Medical-marijuana advocates fight Mexican drug cartel reports with the Always Buy Colorado Cannabis pledge

Opponents of medical-marijuana laws like Colorado Attorney General John Suthers are increasingly playing the crime card -- implying that the proliferation of dispensaries in Colorado is fueling illegal and increasingly dangerous behavior (without, of course, providing specific examples of the phenomenon). Today's Denver Post adds a chorus to this tune via an article suggesting that demand for ganja has grown so fast that suppliers are having to turn to Mexican drug cartels to restock.

That's nonsense, says Laura Kriho, PR coordinator for the pot-advocacy organization Cannabis Therapy Institute. Last night, Kriho attended a Louisville city council meeting at which a moratorium on new dispensaries in town was put in place until May 15; she says the original idea was to freeze things for six months, but since the new date would have been (ahem) 4-20, officials decided to bump up the date another few weeks. Before and after the session, she chatted with numerous medical-marijuana providers and patients who say they haven't seen Mexican marijuana at dispensaries, or anywhere else, in ages.

Still, in an attempt to undermine what Kriho sees as scare tactics, CTI is encouraging caregivers to take a new pledge -- to Always Buy Colorado cannabis.

According to Kriho, Mexican cannabis is a snap to identify. "They compress it into large bricks," she says. "You can tell the difference immediately." Moreover, she argues that alleged shortages are fictional. "I just talked to a dispensary owner in Nederland, and he said there's actually a surplus at this point. It's harvest season, and everybody's harvested their outdoor crop. He said he's had people coming in to try to sell him locally grown cannabis."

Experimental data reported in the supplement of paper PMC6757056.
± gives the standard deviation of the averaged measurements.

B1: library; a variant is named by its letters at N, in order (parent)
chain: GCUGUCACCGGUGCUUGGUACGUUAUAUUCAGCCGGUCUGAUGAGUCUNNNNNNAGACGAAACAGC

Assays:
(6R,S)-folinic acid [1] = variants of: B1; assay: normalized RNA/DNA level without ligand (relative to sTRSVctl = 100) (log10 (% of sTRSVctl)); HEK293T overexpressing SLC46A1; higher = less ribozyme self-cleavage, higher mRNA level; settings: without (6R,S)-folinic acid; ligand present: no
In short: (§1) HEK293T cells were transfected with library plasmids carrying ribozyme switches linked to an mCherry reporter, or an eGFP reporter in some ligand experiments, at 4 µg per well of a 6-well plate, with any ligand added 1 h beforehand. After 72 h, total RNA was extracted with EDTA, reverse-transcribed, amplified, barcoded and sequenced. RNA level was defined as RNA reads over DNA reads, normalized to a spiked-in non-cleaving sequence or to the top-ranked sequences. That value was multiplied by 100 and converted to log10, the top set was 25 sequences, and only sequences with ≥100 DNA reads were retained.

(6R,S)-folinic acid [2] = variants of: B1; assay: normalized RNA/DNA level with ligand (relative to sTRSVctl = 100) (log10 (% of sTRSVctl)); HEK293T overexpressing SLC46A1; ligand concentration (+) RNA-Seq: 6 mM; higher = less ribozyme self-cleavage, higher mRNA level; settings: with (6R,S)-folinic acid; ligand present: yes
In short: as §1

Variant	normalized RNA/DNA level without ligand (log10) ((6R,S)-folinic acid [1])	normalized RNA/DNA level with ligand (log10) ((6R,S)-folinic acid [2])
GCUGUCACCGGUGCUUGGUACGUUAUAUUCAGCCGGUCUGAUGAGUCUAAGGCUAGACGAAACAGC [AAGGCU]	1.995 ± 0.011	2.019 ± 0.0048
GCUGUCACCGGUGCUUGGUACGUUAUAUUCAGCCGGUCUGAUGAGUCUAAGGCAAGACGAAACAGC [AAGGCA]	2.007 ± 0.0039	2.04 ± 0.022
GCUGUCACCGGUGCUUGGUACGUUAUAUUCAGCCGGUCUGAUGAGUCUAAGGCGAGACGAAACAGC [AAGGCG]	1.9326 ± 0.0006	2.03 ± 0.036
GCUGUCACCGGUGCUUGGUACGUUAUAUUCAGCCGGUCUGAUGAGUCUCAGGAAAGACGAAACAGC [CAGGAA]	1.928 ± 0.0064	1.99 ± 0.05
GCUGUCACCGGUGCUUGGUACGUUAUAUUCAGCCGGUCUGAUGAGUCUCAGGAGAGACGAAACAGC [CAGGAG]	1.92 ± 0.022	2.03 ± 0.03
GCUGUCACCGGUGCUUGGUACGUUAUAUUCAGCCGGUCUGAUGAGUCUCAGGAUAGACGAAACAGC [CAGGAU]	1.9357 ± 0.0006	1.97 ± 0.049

Given this evidence, Kriho believes "the attorney general and the DEA are working off the fear factor, trying to make the public afraid of problems that don't even exist at this point. These stories are just being put out to make people afraid, and they really smack of reefer madness from the '20s and '30s. Back then, they took the second or third most widely prescribed medicine at the turn of the century, cannabis, plastered a new name on it -- marijuana -- and made it seem like a drug Mexicans were using before raping white women. And again, they're blaming it on Mexicans. I think it's racist for them to do that now just like it was back then."

The Post piece states that most dispensaries have been getting their product from large outdoor grows like one near Chatfield Reservoir at which 14,000 plants were eradicated. Kriho isn't buying these assertions, either. "I've seen pictures of some of the plants found in Pike National Forest [check out a slideshow of images by clicking here] and you can tell just by looking at it that it's wild-grown ditch weed with no medicinal value whatsoever." She's just as doubtful about assertions of other medical-marijuana-related crime: "I called the attorney general's office about that and asked for any statistics they had, and they said they didn't have any. They said it was 'anecdotal evidence,' which I guess makes good headlines -- but the public is going to see through that pretty quick."

To assist in this process, CTI has come up with the Always Buy Colorado Cannabis campaign -- a twist on Always Buy Colorado, which encourages consumers to purchase products from local businesses. The pledge reads:

As a responsible caregiver, I pledge to never knowingly purchase medical cannabis from Mexican drug cartels or any other enterprise that is not legally allowed to supply medicinal cannabis in Colorado. I pledge to Always Buy Colorado Cannabis whenever possible. I pledge to never represent cannabis as Colorado-grown if it is not grown in the state.

One more thing: In Kriho's opinion, the best way to undermine Mexican drug cartels is to legalize marijuana for recreational as well as medical use.

You knew that was coming, didn't you?

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Michael Roberts has written for Westword since October 1990, serving stints as music editor and media columnist. He currently covers everything from breaking news and politics to sports and stories that defy categorization.
Contact: Michael Roberts